Research/Extension, Deciduous Fruits
Professor of Horticultural Sciences
- B.S., Biology, Florida State University
- MS., Horticultural Sciences, University of Florida
- Ph.D., Horticultural Sciences, Oregon State University
- 80% Research
- 20% Extension
My role as horticulturist/plant physiologist at the NFREC-Monticello and the NFREC-Quincy has encompassed: 1) genetic improvement/cultivar evaluation of pecans, peaches, nectarines, plums, persimmons, pears, grapes, blueberries, blackberries, cold-hardy citrus and miscellaneous fruit crops; 2) culture and management of fruit and nut crops, and; 3) plant physiology/biochemistry. Whole plant physiology, plant water relations, photosynthesis, plant nutrition and fatty acid composition of peanut have been areas of specialization. Many projects have also had a natural resource or an environmental component consistent with the mandate from IFAS and from the nation to achieve sustainable systems. For example, we are now in the process of a three year investigation on organic production of rabbiteye blueberries.
Much of my research has involved the effects of plant physiology/biochemistry on insects and plant pathogens. These interdisciplinary projects have included plant-insect, plant-disease and plant-insect-disease interactions. I have focused on: 1) the assessment of various pests on plant physiology/biochemistry; 2) the elucidation of physiological factors responsible for plant symptomatology; 3) the determination of plant physiological/biochemical factors associated with insect abundance, behavior and performance. Specific projects of primary interest have included: Xylem chemistry mediation of resistance to Pierce’s disease, Xylella fastidiosa and leafhopper vectors, and manipulation of host plant status as an integrated approach to management of thrips and tospovirus on pepper and tomato.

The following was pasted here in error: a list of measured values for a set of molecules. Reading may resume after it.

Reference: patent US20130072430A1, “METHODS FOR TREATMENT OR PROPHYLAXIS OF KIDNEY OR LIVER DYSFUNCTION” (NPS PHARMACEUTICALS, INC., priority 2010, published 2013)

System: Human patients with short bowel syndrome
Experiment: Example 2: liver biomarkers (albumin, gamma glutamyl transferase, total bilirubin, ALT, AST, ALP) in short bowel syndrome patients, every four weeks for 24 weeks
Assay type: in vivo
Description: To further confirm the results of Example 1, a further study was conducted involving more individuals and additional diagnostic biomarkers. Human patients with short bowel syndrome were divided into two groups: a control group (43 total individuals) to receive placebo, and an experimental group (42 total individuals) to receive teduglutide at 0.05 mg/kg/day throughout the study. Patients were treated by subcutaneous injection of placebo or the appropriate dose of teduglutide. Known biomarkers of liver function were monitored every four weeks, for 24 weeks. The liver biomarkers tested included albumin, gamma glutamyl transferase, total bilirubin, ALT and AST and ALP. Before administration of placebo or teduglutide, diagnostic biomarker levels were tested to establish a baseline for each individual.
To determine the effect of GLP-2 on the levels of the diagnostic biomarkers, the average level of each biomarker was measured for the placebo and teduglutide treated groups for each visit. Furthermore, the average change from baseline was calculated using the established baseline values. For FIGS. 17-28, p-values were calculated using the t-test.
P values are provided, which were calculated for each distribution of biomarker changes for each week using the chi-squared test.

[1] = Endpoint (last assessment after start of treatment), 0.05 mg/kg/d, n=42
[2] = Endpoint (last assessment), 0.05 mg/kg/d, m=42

My extension program involves the development and dissemination of relevant information to extension faculty located throughout the state, the commercial fruit industry and to interested homeowners. Extension and research are interrelated and interdependent as information and technology transfer is fueled by new research. Similarly, research priorities are heavily influence by the needs identified by extension. Methods of information dissemination have included presentations at grower meetings, interaction with county faculty at in-service trainings, newsletter publications, field days or various meetings and letter, phone and email communications with interested parties. Many publications have been generated using the electronic data information system (EDIS) of the University of Florida, and the website is as follows: (http://edis.ifas.ufl.edu).